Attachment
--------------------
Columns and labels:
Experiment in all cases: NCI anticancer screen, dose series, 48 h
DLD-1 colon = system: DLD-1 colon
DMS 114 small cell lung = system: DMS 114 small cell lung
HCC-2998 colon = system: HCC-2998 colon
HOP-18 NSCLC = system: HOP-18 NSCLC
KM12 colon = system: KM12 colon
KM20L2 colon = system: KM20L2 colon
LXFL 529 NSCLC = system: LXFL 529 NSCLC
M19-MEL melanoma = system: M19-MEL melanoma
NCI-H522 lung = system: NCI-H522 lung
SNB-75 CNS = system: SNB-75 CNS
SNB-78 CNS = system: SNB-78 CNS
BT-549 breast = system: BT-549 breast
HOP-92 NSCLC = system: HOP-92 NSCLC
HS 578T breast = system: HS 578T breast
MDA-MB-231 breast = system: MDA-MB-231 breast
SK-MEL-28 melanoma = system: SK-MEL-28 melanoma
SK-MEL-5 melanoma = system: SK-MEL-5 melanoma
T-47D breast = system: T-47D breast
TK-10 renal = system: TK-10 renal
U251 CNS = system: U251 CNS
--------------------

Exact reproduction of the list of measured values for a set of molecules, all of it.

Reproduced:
Columns and labels:
Experiment in all cases: NCI anticancer screen, dose series, 48 h
DLD-1 colon = system: DLD-1 colon
DMS 114 small cell lung = system: DMS 114 small cell lung
HCC-2998 colon = system: HCC-2998 colon
HOP-18 NSCLC = system: HOP-18 NSCLC
KM12 colon = system: KM12 colon
KM20L2 colon = system: KM20L2 colon
LXFL 529 NSCLC = system: LXFL 529 NSCLC
M19-MEL melanoma = system: M19-MEL melanoma
NCI-H522 lung = system: NCI-H522 lung
SNB-75 CNS = system: SNB-75 CNS
SNB-78 CNS = system: SNB-78 CNS
BT-549 breast = system: BT-549 breast
HOP-92 NSCLC = system: HOP-92 NSCLC
HS 578T breast = system: HS 578T breast
MDA-MB-231 breast = system: MDA-MB-231 breast
SK-MEL-28 melanoma = system: SK-MEL-28 melanoma
SK-MEL-5 melanoma = system: SK-MEL-5 melanoma
T-47D breast = system: T-47D breast
TK-10 renal = system: TK-10 renal
U251 CNS = system: U251 CNS